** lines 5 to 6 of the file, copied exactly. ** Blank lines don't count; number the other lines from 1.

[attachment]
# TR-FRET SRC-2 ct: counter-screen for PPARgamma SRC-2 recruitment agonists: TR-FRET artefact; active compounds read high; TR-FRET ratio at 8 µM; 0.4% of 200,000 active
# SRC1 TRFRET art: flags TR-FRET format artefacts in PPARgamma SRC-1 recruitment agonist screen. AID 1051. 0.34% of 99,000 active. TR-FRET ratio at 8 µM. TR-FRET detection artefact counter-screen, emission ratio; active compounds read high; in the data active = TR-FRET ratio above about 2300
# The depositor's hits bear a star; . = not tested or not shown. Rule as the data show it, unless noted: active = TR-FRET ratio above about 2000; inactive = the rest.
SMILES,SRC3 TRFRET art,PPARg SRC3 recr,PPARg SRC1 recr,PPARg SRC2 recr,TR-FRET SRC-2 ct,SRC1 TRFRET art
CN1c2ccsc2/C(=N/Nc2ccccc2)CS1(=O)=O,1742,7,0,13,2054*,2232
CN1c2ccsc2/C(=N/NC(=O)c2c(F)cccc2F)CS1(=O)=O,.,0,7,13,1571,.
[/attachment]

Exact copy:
CN1c2ccsc2/C(=N/Nc2ccccc2)CS1(=O)=O,1742,7,0,13,2054*,2232
CN1c2ccsc2/C(=N/NC(=O)c2c(F)cccc2F)CS1(=O)=O,.,0,7,13,1571,.